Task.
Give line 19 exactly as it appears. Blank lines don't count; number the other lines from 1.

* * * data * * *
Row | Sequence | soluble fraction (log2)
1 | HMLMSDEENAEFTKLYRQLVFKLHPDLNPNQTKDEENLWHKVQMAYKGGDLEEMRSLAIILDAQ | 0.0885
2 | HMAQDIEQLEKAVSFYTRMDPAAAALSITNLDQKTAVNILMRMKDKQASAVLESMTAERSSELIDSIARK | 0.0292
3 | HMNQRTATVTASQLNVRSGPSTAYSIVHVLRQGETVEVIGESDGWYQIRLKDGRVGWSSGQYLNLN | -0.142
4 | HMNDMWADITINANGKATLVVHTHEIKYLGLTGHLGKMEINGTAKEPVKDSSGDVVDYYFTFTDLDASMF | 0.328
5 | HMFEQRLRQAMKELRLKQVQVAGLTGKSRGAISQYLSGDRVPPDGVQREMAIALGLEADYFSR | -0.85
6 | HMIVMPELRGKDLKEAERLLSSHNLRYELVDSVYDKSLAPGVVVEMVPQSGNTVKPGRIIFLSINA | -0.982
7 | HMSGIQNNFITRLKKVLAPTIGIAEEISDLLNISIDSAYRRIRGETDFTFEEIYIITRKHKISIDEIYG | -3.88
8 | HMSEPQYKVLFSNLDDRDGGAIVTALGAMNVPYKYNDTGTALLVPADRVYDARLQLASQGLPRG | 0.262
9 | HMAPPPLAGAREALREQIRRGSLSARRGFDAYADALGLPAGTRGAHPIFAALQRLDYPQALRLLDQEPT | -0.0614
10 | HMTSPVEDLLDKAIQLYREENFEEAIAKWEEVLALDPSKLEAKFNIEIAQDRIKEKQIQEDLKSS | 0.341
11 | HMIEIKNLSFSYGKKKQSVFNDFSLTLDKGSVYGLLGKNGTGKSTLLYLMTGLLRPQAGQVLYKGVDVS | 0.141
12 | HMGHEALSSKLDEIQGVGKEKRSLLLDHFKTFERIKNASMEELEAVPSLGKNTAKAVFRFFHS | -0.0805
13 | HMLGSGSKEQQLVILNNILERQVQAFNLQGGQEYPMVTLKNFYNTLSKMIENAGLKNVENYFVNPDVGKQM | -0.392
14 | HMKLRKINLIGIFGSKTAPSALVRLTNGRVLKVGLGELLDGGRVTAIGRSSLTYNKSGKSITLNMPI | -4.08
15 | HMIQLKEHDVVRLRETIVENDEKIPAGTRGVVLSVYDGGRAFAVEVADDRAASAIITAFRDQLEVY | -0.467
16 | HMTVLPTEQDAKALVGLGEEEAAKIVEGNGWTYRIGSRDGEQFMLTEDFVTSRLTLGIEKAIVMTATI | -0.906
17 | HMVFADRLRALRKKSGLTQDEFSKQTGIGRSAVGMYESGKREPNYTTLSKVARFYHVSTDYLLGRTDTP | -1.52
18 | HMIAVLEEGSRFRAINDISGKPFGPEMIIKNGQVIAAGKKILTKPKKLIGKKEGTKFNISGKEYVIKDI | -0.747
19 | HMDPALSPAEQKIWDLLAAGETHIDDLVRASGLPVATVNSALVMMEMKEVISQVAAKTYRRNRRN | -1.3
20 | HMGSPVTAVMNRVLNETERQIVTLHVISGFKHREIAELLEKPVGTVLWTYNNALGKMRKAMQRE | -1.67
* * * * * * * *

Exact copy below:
18 | HMIAVLEEGSRFRAINDISGKPFGPEMIIKNGQVIAAGKKILTKPKKLIGKKEGTKFNISGKEYVIKDI | -0.747